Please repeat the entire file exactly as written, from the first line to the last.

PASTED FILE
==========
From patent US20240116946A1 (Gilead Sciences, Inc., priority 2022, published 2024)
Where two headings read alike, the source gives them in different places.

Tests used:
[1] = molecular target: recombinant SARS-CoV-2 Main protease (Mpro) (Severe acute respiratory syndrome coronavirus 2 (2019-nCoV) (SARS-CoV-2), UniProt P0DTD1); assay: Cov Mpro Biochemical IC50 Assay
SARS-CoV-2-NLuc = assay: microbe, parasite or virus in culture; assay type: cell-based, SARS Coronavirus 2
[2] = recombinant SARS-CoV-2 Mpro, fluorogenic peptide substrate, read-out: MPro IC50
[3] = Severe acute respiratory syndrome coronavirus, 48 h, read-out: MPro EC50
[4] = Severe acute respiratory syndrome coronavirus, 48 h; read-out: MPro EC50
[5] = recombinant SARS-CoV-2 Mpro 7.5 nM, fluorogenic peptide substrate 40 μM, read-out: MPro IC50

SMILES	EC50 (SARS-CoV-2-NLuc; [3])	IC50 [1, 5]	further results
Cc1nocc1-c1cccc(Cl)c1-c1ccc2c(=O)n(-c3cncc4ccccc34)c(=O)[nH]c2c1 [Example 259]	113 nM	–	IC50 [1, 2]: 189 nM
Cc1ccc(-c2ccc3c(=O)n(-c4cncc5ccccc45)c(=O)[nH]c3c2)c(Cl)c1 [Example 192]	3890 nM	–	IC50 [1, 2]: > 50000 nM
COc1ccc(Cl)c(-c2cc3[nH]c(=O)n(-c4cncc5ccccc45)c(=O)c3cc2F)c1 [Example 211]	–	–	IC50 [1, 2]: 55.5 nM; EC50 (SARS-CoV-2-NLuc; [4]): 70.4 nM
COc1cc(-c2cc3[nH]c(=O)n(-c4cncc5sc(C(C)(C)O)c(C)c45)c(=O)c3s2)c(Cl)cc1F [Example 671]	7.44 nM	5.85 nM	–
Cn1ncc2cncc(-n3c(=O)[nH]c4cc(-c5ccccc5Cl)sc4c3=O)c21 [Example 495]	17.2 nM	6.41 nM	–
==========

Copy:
From patent US20240116946A1 (Gilead Sciences, Inc., priority 2022, published 2024)
Where two headings read alike, the source gives them in different places.

Tests used:
[1] = molecular target: recombinant SARS-CoV-2 Main protease (Mpro) (Severe acute respiratory syndrome coronavirus 2 (2019-nCoV) (SARS-CoV-2), UniProt P0DTD1); assay: Cov Mpro Biochemical IC50 Assay
SARS-CoV-2-NLuc = assay: microbe, parasite or virus in culture; assay type: cell-based, SARS Coronavirus 2
[2] = recombinant SARS-CoV-2 Mpro, fluorogenic peptide substrate, read-out: MPro IC50
[3] = Severe acute respiratory syndrome coronavirus, 48 h, read-out: MPro EC50
[4] = Severe acute respiratory syndrome coronavirus, 48 h; read-out: MPro EC50
[5] = recombinant SARS-CoV-2 Mpro 7.5 nM, fluorogenic peptide substrate 40 μM, read-out: MPro IC50

SMILES	EC50 (SARS-CoV-2-NLuc; [3])	IC50 [1, 5]	further results
Cc1nocc1-c1cccc(Cl)c1-c1ccc2c(=O)n(-c3cncc4ccccc34)c(=O)[nH]c2c1 [Example 259]	113 nM	–	IC50 [1, 2]: 189 nM
Cc1ccc(-c2ccc3c(=O)n(-c4cncc5ccccc45)c(=O)[nH]c3c2)c(Cl)c1 [Example 192]	3890 nM	–	IC50 [1, 2]: > 50000 nM
COc1ccc(Cl)c(-c2cc3[nH]c(=O)n(-c4cncc5ccccc45)c(=O)c3cc2F)c1 [Example 211]	–	–	IC50 [1, 2]: 55.5 nM; EC50 (SARS-CoV-2-NLuc; [4]): 70.4 nM
COc1cc(-c2cc3[nH]c(=O)n(-c4cncc5sc(C(C)(C)O)c(C)c45)c(=O)c3s2)c(Cl)cc1F [Example 671]	7.44 nM	5.85 nM	–
Cn1ncc2cncc(-n3c(=O)[nH]c4cc(-c5ccccc5Cl)sc4c3=O)c21 [Example 495]	17.2 nM	6.41 nM	–